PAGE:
Sometimes it’s easy to forget how far some countries and their people have come in just two generations. Hundreds of millions have been lifted out of poverty in Latin America and the Caribbean since the middle of the last century. This is cause for celebration, but nearly a quarter of the population remains mired in poverty. While much of the region has prospered, a number of nations still rank among the poorest countries in the world or face particular challenges. These countries need our solidarity, and one of the most effective ways the international community can show that solidarity is through the World Bank Group’s International Development Association (IDA).
IDA helps the world’s poorest countries or those facing unique challenges with grants and concessional loans carrying zero or very low interest rates to support sustainable development. This year IDA’s partners are meeting, as they do every three years, to decide on the replenishment amount of the IDA donations made by around 55 countries. The results of that meeting will have a big impact on the international community’s efforts to help those in the poorest countries in our region lift themselves out of poverty and live a better life.
The grants and loans help countries like Honduras, Nicaragua, Guyana, Haiti and a number of small Caribbean states. In the past, IDA was there with countries like Bolivia, Ecuador, El Salvador, and Paraguay. During the 1960s, IDA’s first decade of operation, it was there with Chile, Colombia, and Costa Rica on their paths towards middle-income status.
This assistance has often been a game changer in the region. In 2018 there was a three-fold increase in resources for small Caribbean island states, Guyana and Central America, while the amount granted to Haiti was doubled. Support for IDA is all the more important now as countries struggle to promote inclusive development in the face of climate change and other shocks. There are more and bigger hurricanes in the Caribbean each year, and countries need support to build infrastructure that can withstand these storms. In the dry corridor of Central America, it is becoming harder and harder for farmers to support themselves and their families. Haiti is classified as a fragile or conflict-affected state, which undermines economic development.
To have the greatest impact, it is important to leverage contributions with internal resources and funds raised through debt markets. With every $1 from donors, we are able to commit $3 to our beneficiary countries.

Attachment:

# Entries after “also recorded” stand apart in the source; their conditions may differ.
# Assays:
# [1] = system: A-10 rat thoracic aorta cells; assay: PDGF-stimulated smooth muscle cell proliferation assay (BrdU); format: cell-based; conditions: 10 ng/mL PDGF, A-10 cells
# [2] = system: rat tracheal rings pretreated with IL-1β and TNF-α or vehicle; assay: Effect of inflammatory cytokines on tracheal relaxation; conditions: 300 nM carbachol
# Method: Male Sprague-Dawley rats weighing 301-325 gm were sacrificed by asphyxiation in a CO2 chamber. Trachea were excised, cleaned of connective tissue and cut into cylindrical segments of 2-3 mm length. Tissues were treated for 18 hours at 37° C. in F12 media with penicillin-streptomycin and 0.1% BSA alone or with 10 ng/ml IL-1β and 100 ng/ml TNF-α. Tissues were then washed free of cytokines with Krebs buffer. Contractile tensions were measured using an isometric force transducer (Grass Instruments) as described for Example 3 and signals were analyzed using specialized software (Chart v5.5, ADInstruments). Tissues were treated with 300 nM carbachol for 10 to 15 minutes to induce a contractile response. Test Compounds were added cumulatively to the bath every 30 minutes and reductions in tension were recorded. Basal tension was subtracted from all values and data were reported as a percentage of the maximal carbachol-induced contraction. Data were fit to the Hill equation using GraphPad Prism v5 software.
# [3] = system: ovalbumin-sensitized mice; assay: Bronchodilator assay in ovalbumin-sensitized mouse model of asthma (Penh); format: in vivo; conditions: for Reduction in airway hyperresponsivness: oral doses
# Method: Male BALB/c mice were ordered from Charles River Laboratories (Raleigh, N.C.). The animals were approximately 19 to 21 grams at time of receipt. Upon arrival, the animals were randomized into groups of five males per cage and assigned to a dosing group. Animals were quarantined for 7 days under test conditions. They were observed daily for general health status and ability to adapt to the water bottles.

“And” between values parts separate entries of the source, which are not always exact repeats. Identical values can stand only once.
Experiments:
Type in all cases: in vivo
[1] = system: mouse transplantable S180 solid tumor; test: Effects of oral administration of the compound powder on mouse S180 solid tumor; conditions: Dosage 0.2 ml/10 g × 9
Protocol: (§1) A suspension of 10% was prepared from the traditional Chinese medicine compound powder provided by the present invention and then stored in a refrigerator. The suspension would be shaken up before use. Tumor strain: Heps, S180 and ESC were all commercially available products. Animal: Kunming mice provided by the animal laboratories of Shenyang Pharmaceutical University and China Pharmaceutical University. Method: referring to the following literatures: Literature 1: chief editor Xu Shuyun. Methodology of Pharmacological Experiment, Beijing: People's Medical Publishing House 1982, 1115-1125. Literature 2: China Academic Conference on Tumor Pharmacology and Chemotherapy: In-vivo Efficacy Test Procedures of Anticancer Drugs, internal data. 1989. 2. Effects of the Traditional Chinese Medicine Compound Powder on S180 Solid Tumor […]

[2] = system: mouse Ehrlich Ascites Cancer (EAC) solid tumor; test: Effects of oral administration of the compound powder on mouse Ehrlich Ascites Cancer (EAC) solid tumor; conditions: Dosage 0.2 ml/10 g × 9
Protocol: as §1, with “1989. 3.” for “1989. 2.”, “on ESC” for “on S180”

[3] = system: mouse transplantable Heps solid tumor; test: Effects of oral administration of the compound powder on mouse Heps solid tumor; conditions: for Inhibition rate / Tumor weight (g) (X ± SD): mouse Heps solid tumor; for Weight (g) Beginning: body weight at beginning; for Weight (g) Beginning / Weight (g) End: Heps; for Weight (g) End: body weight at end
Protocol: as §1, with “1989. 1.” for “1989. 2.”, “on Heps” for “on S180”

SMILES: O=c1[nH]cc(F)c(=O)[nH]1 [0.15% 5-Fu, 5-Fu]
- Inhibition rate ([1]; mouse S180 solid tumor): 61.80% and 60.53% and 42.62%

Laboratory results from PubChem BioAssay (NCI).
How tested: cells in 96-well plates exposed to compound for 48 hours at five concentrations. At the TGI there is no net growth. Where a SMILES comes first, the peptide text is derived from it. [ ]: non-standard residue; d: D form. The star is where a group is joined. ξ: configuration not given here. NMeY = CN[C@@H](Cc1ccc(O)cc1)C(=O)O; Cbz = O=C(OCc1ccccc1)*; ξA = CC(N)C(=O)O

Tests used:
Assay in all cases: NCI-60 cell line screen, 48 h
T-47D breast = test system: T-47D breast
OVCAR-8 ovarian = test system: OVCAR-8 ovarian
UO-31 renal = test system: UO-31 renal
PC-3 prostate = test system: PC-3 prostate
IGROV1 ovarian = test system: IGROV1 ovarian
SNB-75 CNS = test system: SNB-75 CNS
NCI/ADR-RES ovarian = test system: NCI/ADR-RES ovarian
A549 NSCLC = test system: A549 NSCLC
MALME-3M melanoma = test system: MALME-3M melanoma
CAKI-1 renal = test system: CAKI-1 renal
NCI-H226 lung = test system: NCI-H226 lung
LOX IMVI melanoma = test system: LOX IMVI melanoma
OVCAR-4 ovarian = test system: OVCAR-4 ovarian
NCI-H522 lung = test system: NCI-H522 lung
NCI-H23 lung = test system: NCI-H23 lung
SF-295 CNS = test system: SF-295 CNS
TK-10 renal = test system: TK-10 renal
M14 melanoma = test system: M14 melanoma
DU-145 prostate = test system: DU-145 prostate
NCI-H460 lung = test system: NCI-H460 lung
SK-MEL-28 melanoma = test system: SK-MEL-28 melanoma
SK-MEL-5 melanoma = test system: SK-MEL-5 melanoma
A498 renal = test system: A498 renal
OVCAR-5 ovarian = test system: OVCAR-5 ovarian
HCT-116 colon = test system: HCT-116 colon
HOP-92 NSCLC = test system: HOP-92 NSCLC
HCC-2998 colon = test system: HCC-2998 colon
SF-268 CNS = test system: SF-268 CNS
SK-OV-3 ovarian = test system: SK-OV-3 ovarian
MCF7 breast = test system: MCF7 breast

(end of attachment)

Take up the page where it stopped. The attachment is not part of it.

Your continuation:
IDA has provided (in constant prices) about $600 billion in investments in 113 countries over the past six decades in a massive effort to support the most vulnerable people living in the world’s poorest countries. For 2017-2020, we have scaled up our ambition and are providing $75 billion in financial support. We at the World Bank want to keep this level of ambition and are now negotiating the next three-year package with our 55 donor partners so we can continue contributing to the achievement of the 2030 sustainable development goals.
As a result of our constant efforts, infant mortality is down and education levels are much higher. We’ve supported infrastructure development, as well as access to electricity and clean water. This has meant better lives for many of the citizens of these countries.
For example, with the help of IDA support, cholera infections in Haiti fell sharply and no new cases were reported this year. After hurricane Maria, Dominica received help to build resilient housing that benefitted 32,000 people. In Honduras, 12,600 farmers benefited from strengthened financial inclusion.
Solidarity is the foundation of these efforts. Only by standing together can we face the enormous challenges ahead and help the poorest among us lift themselves up. We can’t leave anyone or any country behind.
For over 70 years, the World Bank Group has strived to support lasting, sustainable development. We are always looking for more friends and partners from the international community to further this work. We hope more countries and partners will join this effort, and that we can count on more support from the countries across Latin America and the Caribbean to help their neighbors. This solidarity means empowering poor people to reach their dreams, to change their lives and create a better life for their children. They deserve nothing less.
Last Updated: Jun 20, 2019